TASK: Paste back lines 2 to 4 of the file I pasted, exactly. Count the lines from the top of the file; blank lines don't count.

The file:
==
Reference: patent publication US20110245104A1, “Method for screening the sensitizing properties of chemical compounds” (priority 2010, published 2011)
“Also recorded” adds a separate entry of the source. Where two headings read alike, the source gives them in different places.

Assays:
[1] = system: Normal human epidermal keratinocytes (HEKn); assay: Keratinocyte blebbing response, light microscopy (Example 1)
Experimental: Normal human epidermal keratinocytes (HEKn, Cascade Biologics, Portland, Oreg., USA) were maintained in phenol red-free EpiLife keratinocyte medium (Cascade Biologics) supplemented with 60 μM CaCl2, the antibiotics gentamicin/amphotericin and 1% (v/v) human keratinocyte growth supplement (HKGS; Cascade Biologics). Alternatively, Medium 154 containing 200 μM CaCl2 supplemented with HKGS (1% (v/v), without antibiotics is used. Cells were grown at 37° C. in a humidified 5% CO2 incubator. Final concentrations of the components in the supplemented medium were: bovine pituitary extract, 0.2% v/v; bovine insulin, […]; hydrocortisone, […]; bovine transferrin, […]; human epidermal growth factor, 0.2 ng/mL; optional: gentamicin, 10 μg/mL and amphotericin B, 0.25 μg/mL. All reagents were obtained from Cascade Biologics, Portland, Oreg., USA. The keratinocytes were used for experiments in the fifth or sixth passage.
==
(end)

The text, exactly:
“Also recorded” adds a separate entry of the source. Where two headings read alike, the source gives them in different places.

Assays:
[1] = system: Normal human epidermal keratinocytes (HEKn); assay: Keratinocyte blebbing response, light microscopy (Example 1)